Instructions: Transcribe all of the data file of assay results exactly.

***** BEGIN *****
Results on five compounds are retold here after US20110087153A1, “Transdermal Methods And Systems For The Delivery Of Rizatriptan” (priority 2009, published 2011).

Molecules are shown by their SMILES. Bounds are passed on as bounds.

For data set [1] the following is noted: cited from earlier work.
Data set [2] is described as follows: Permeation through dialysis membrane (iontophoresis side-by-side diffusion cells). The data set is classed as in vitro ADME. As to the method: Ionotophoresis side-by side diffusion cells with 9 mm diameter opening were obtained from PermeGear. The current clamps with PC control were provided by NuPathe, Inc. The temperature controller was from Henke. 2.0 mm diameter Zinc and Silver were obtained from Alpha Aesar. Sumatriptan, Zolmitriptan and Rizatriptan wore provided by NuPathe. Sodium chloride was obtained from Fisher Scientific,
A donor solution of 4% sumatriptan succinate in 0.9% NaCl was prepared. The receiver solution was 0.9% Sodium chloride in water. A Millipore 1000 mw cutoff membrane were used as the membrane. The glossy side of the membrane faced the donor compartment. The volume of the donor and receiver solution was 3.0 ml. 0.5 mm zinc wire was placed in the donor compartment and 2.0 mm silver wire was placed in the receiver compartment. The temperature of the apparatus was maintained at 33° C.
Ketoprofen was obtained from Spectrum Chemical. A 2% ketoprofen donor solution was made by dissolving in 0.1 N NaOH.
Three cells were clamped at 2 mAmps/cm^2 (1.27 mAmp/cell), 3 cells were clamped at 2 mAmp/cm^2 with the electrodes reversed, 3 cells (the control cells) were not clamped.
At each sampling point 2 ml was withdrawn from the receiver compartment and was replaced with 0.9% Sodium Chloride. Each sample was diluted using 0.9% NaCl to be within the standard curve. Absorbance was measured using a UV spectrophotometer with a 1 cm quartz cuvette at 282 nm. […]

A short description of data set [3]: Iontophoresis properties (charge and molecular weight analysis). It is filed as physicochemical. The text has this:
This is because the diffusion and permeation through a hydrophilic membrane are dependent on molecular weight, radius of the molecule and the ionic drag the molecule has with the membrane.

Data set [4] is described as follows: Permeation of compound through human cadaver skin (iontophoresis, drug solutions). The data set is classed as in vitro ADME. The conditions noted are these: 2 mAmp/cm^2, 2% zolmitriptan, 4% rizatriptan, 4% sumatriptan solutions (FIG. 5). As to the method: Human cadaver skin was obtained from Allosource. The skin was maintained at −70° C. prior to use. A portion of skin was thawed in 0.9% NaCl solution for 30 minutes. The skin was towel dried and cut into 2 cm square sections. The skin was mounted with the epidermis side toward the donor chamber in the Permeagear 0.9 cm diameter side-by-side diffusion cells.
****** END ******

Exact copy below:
Results on five compounds are retold here after US20110087153A1, “Transdermal Methods And Systems For The Delivery Of Rizatriptan” (priority 2009, published 2011).

Molecules are shown by their SMILES. Bounds are passed on as bounds.

For data set [1] the following is noted: cited from earlier work.
Data set [2] is described as follows: Permeation through dialysis membrane (iontophoresis side-by-side diffusion cells). The data set is classed as in vitro ADME. As to the method: Ionotophoresis side-by side diffusion cells with 9 mm diameter opening were obtained from PermeGear. The current clamps with PC control were provided by NuPathe, Inc. The temperature controller was from Henke. 2.0 mm diameter Zinc and Silver were obtained from Alpha Aesar. Sumatriptan, Zolmitriptan and Rizatriptan wore provided by NuPathe. Sodium chloride was obtained from Fisher Scientific,
A donor solution of 4% sumatriptan succinate in 0.9% NaCl was prepared. The receiver solution was 0.9% Sodium chloride in water. A Millipore 1000 mw cutoff membrane were used as the membrane. The glossy side of the membrane faced the donor compartment. The volume of the donor and receiver solution was 3.0 ml. 0.5 mm zinc wire was placed in the donor compartment and 2.0 mm silver wire was placed in the receiver compartment. The temperature of the apparatus was maintained at 33° C.
Ketoprofen was obtained from Spectrum Chemical. A 2% ketoprofen donor solution was made by dissolving in 0.1 N NaOH.
Three cells were clamped at 2 mAmps/cm^2 (1.27 mAmp/cell), 3 cells were clamped at 2 mAmp/cm^2 with the electrodes reversed, 3 cells (the control cells) were not clamped.
At each sampling point 2 ml was withdrawn from the receiver compartment and was replaced with 0.9% Sodium Chloride. Each sample was diluted using 0.9% NaCl to be within the standard curve. Absorbance was measured using a UV spectrophotometer with a 1 cm quartz cuvette at 282 nm. […]

A short description of data set [3]: Iontophoresis properties (charge and molecular weight analysis). It is filed as physicochemical. The text has this:
This is because the diffusion and permeation through a hydrophilic membrane are dependent on molecular weight, radius of the molecule and the ionic drag the molecule has with the membrane.

Data set [4] is described as follows: Permeation of compound through human cadaver skin (iontophoresis, drug solutions). The data set is classed as in vitro ADME. The conditions noted are these: 2 mAmp/cm^2, 2% zolmitriptan, 4% rizatriptan, 4% sumatriptan solutions (FIG. 5). As to the method: Human cadaver skin was obtained from Allosource. The skin was maintained at −70° C. prior to use. A portion of skin was thawed in 0.9% NaCl solution for 30 minutes. The skin was towel dried and cut into 2 cm square sections. The skin was mounted with the epidermis side toward the donor chamber in the Permeagear 0.9 cm diameter side-by-side diffusion cells.